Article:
I am knew here. Do old threads get overlooked and forgotten?

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Alexander Kruel March 14, 2011 at 10:32 am

@Curt

First of all, emotions are not a part of “intelligence” in its most abstract form. What humans mean by “emotions” are very complex motivations. The actual problem is that most artificially designed intelligences do lack human “emotions”. You argued that artificial agents would not have an incentive to do anything. That is partly true, insofar as an artificial agent would not have an incentive to care about humans, it would be indifferent about humans and consequently constitute a danger. Yet the kind of artificial intelligence that Yudkowsky and others are talking about are by definition goal-oriented, agents that are trying to leverage their intelligence to maximize a goal. There is no need to be consciousness to be goal-oriented, nor does an agent, however intelligent, have to be “emotional”, intelligence does not demand complex motivations. When it comes to goals then in a sense an intelligent agent is similar to a stone rolling down a hill, both are moving towards a sort of equilibrium. The difference is that intelligence is following more complex trajectories as its the ability to read and respond to environmental cues is vastly greater than that of a stone. And that is danger, being indifferent about the goals of other agents mixed with the ability to respond to other agents. The problem is how to make those artificial intelligences care about us rather than being indifferent, how to make them “emotional”. Otherwise we might be wiped out because something was emotionless, because something was indifferent about us in the achievement of its goal.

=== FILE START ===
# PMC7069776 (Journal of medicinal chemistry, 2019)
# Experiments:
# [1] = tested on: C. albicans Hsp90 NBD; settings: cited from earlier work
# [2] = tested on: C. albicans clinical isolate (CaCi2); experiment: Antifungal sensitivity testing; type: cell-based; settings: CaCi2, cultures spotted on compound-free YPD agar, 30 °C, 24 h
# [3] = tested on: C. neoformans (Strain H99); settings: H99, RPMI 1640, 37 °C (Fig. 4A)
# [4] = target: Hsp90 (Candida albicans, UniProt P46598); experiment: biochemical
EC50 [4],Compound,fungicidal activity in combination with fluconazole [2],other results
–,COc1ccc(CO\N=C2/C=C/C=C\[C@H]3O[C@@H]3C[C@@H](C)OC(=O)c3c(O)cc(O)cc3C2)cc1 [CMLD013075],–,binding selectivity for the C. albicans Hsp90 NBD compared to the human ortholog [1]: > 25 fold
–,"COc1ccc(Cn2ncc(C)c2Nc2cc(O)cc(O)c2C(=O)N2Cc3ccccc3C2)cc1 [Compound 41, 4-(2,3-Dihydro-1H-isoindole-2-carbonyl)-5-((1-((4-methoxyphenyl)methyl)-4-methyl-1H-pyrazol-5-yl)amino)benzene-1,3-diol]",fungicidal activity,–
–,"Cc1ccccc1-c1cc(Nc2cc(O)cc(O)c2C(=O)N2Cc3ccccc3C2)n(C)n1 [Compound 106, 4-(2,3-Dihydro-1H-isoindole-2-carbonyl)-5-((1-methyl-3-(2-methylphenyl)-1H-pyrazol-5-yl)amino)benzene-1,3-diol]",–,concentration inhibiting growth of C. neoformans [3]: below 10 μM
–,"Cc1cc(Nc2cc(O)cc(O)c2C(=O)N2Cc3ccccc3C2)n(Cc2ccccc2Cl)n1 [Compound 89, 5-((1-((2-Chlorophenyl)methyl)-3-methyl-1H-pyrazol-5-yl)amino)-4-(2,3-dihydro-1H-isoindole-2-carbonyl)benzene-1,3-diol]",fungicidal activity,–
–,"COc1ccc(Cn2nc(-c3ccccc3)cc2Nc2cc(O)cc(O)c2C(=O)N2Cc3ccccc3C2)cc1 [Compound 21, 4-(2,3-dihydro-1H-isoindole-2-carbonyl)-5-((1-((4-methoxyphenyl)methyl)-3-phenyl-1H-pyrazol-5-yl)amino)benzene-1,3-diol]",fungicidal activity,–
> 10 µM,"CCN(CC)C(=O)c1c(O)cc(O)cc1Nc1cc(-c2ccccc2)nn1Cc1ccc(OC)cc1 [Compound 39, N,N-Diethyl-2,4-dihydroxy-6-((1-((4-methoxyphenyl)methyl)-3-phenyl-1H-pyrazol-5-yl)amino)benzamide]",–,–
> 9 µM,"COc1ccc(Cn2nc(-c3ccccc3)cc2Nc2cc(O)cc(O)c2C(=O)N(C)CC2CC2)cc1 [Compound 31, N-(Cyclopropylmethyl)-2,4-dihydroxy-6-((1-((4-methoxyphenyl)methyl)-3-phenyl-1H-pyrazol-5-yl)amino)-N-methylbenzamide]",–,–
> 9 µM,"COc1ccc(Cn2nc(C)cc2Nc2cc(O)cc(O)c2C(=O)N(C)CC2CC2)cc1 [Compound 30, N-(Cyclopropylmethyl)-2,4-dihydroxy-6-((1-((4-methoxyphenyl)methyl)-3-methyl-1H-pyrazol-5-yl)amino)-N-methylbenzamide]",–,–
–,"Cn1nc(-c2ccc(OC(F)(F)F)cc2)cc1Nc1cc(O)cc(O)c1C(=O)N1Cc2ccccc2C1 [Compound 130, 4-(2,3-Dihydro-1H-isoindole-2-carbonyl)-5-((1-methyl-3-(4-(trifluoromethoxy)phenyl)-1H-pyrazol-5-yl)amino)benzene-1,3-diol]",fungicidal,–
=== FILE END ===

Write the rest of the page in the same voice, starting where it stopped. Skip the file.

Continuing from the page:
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Curt March 14, 2011 at 4:14 pm

Karl,
Thank you that helps a lot. We need to worry becasue AI machines would be goal oriented and if they are indifferent about Us they might think that we stand in the way of achieving their pre programed goals. My understanding is that for something to be called AI it would have to be able to draw its own conclusions about its environment and expiriences. But could an AI actually decide to change its own preprogramed goals?
What would give it a motivation to do that if it is indifferent to anything except the goals it has been programed with?
Cruel Canabistic Curt

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Alexander Kruel March 15, 2011 at 2:33 am

@Curt